I am delighted to have American author, Jenna Morrison visit the blog today to discuss her new novel, A Brother's Truth. Jenna, thank you very much for agreeing to an Author Interview with me.
Please tell my readers a little about yourself?
Hi, my name is Jenna Morrison and I am the author of A BROTHER’S TRUTH, which will be released on February 4, 2022. This is my first debut novel, which I am very excited about. I am a Colorado native, originally from Elizabeth. Along with being an author, I am also a self-taught artist at J.K.Morrison Fine Art.
What inspired you to become an author?
I have always been fascinated with storytelling for as long as I can remember. As a little girl, one of my most favorite things to do was to tell my parents and friends scary stories, and the love for storytelling never died away. In elementary school (Legacy Academy), my teachers had encouraged me to keep writing because they had noticed my love for it, and so I did. I was very lucky to be surrounded by a bunch of supportive people who constantly encouraged me to follow my dreams and to never give up.
What is the best thing about being an author?
Oh my gosh, so many things. I don’t care about fame, I don’t care about fortune. I never have. I just want to create a story that at least one person will read and love, and that’s it. If one person can read it and fall in love, then my job is done and it means the world to me. But to answer your question, the best thing about being an author is having the ability to tell someone a story that came from my own mind, and be able to make them laugh or cry, all because of my words and imaginary characters. I love being able to create stories that will always be remembered, especially ones that people won’t forget. There is just something so satisfying about that. When I write, I can literally “see” a movie play in my head, shot my shot, scene by scene, and so when I write, it’s like I’m able to create my own movie in my head.
What is your writing routine like?
If I could write all day, every day, every second, I probably would, and it is my personal addiction. To maintain balance and a life outside of storytelling, I try to not write during the day and focus on living life, work, being around friends and family. During the night is when I allow myself to finally write, but I will only allow myself up to two hours, or 1,000 words. Otherwise, I will sink into my story and I won’t realize how many hours have passed.
How much time do you spend on research?
When I started to write A BROTHER’S TRUTH, I did a lot of research because I had some knowledge about what life was like in the late 1800’s, but I didn’t know a lot of things, mainly about what people had back then and what life was like as a peasant. As I was writing, I was also researching at the same time. For the sequel, I do some research but I don’t have to do as much due to already learning about that particular lifestyle.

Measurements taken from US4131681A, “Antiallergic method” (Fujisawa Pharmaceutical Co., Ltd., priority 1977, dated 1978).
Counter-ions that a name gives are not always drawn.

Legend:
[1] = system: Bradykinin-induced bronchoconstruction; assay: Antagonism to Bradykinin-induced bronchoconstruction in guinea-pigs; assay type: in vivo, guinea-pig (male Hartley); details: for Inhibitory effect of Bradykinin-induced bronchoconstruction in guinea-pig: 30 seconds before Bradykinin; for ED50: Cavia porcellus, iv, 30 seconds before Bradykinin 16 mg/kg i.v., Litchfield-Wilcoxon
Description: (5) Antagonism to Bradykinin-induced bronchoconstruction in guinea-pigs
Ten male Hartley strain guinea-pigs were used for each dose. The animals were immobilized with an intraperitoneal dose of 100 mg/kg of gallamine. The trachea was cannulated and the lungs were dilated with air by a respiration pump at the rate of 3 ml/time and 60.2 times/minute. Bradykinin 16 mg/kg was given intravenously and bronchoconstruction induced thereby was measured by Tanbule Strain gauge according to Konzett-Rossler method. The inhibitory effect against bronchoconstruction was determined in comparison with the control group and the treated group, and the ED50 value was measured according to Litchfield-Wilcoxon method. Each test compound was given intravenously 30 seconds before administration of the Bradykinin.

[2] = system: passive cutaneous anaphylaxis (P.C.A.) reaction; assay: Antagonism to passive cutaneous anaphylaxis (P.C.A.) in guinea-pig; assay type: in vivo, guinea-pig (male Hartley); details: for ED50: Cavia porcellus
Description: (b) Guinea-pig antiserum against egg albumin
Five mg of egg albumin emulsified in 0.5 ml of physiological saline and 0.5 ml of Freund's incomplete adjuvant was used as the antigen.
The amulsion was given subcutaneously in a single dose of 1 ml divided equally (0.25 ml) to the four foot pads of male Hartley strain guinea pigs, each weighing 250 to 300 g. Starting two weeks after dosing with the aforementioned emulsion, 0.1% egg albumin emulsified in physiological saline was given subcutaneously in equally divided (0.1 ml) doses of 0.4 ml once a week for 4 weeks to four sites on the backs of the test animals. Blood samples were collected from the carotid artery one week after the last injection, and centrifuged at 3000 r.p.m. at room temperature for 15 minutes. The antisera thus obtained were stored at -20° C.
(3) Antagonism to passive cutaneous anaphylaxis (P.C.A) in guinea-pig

How much of the book is planned out before you start writing it?
This may sound bad, but I do very minimal planning when it comes to storytelling. I will usually have a very basic outline (Pixar’s outline for storytelling), and fill out the blanks. For everything else, I let the story write itself and just go along with whatever my mind plays, like a movie.
As a horrid example, this is all I will have planned out: Once upon a time there was a girl named Sarah. Sarah worked in a bakery, until one day, the store was robbed, which led to her wanting to capture the criminals, which led to_____, which led to ______,until finally _____.
So I will always have a plan like this written out, but the events and resolution is always subject to change because when the movie in my head starts playing, most of the time I will think of the craziest, last minute things that will spice it up and make it more effective as a story.
What do you think is most important when writing a book? Characters, plot, setting, etc
I love this question, and in my personal opinion, the characters are the most important when writing the book because they are the ones who drive the story forward. They are the reason why the reader will keep reading, and they are the ones who have the backstory, character arcs, and will create that hidden message to all readers. Don’t get me wrong, plot and setting are important but the characters are what make or break the story.
What is your latest book about?
The story starts off with nineteen year old Matthew Cayden, who is arrested and is unable to weasel his way out this time. His younger, partentified brother, Will, finds out about his latest arrest, and this pushes their strained relationship to the limit. Matt’s angry and destructive behavior leads into further trouble, and more dark secrets begin to emerge. Soon, the brothers find themselves in grave danger.